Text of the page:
Applicants for personal care home (“PCH”) and assisted living community (“ALC”) licenses in Georgia will now submit a revised financial stability affidavit with any initial or change of ownership application. The revised affidavit, released January 26, 2023, replaces the first and second licensure affidavits issued by the Department of Community Health (“DCH”) in 2022. Most CPAs were unable to sign the first or second version of the affidavit resulting in a backlog of applications that could not be processed due to applicants’ inability to submit a completed financial stability affidavit.
House Bill 987 was signed into law on June 30, 2020, amending Title 31 of the O.C.G.A. The law was a response to media reports related to allegedly deficient practices at PCHs and ALCs and contained a number of measures intended to increase protection for residents of such communities. The Bill resulted in the following text at Ga. Code Ann. § 31-7-12.2(k):
On and after July 1, 2021, all assisted living communities shall be required to meet the following financial stability requirements: (1) Upon initial application for an assisted living community license, provide a financial stability affidavit from a certified public accountant affirming the applicant’s ability to operate as a going concern for the next two years . . .
Similar text was later added to Ga. Comp. R. & Regs. 111-8-62-.05(9) and 111-8-63-.05(10).
The initial affidavit prepared and distributed by DCH, Healthcare Facility Regulation Division (“HFRD”), mirrored the statutory and regulatory language. The affidavit contained attestations to be made by the CPA (e.g., confirming personal knowledge and being over 18 years of age), with the most substantive attestations being:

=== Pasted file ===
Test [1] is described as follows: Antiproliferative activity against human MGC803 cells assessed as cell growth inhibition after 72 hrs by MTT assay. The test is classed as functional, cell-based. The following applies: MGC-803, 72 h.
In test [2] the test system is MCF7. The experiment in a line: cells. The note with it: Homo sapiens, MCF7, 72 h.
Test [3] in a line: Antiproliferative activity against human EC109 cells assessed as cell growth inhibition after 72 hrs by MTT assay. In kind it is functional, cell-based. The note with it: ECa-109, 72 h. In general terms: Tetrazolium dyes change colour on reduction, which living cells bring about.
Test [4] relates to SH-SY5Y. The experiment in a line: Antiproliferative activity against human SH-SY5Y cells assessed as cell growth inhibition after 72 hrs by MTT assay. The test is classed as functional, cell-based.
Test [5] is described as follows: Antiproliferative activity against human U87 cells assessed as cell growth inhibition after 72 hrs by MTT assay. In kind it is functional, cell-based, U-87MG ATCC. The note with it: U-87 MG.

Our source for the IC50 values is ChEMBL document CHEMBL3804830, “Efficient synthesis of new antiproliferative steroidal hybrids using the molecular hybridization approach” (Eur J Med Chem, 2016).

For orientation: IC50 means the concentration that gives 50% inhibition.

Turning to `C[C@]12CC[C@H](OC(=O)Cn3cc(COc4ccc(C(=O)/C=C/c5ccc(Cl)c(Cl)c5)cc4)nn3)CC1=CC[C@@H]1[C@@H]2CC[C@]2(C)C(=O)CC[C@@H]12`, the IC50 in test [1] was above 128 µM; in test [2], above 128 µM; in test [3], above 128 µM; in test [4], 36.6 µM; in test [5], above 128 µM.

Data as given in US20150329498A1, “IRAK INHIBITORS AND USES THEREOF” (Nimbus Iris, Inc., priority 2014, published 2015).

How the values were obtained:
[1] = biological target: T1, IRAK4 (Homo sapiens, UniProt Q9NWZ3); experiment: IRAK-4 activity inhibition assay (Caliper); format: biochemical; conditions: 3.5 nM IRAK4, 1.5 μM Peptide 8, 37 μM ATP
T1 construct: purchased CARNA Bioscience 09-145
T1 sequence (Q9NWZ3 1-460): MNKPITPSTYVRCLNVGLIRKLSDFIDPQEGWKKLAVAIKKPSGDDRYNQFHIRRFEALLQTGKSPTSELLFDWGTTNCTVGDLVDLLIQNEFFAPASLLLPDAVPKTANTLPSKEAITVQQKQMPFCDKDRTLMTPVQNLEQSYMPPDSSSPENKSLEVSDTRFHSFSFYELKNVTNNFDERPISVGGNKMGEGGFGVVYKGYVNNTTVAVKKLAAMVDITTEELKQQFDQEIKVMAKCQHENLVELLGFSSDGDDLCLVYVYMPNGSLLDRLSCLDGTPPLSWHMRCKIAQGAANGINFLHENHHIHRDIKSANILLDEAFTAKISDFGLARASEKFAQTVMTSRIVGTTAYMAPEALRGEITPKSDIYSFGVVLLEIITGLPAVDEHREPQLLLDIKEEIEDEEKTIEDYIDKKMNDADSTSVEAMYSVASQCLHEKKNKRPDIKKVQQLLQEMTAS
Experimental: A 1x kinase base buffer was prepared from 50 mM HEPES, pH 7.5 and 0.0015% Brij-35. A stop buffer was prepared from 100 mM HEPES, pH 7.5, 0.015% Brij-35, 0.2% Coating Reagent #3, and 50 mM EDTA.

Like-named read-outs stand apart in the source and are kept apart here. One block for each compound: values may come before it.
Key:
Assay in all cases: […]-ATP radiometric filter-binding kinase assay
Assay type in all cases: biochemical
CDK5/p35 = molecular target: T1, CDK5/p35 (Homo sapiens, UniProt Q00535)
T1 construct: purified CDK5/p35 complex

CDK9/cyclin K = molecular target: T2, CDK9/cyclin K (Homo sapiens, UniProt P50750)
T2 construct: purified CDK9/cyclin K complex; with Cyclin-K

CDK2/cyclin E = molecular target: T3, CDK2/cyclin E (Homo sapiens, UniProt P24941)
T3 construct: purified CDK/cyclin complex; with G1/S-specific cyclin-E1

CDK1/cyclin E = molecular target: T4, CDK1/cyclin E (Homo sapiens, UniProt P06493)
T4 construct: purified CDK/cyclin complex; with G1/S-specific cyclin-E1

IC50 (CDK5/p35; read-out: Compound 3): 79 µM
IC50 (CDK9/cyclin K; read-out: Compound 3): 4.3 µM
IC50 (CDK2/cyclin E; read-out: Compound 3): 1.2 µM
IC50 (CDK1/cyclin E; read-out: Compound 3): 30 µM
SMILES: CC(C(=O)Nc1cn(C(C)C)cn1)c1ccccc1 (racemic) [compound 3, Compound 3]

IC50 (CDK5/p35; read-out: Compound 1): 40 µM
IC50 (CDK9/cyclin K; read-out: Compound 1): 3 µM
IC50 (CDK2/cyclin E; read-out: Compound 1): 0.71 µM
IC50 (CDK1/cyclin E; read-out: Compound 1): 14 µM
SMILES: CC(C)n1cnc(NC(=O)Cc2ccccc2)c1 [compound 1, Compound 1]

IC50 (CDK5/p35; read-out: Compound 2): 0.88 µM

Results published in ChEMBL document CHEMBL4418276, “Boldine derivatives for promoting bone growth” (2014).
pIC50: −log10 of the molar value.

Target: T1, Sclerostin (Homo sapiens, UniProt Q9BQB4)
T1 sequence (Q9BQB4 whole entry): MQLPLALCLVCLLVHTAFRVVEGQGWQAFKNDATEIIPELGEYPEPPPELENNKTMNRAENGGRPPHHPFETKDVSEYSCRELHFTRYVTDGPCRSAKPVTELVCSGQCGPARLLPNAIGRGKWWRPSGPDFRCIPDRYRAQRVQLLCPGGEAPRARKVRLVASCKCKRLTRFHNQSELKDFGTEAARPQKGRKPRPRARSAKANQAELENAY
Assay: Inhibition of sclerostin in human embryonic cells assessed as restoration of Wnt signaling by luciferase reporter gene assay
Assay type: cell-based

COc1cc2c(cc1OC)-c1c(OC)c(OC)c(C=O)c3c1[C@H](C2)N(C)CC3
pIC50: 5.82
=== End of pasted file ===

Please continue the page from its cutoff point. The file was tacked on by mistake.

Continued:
- In executing this affidavit, I hereby swear and affirm that I have personally reviewed the financial resources of the above-referenced applicant for facility licensure.
- In executing this affidavit, I hereby swear and affirm that, based on my review of the financial resources, the above-referenced applicant for facility licensure has the financial resources to operate as a going concern for the next two (2) years.
Following its release, CPAs pushed back on the form and expressed concerns with their ability to execute the affidavit given the statements. For example, CPAs did not believe that the final statement (regarding operating as a going concern for two years) was clearly tied to an evaluation of financial figures, and so went beyond any statement a CPA could make.
After hearing the concerns, HFRD issued a revised affidavit on May 16, 2022. Among other updates, the affidavit revised the final two statements to read:
- In executing this affidavit, I hereby swear and affirm that I have reviewed the audited financial statements, for the most recently completed fiscal year, of the above-referenced applicant for facility licensure.
- In executing this affidavit, I hereby swear and affirm that, based on my review of the audited financial statements, the above-referenced applicant for facility licensure received an unmodified or unqualified opinion and the report did not contain an emphasis of matter paragraph about the entity’s ability to continue as a going concern.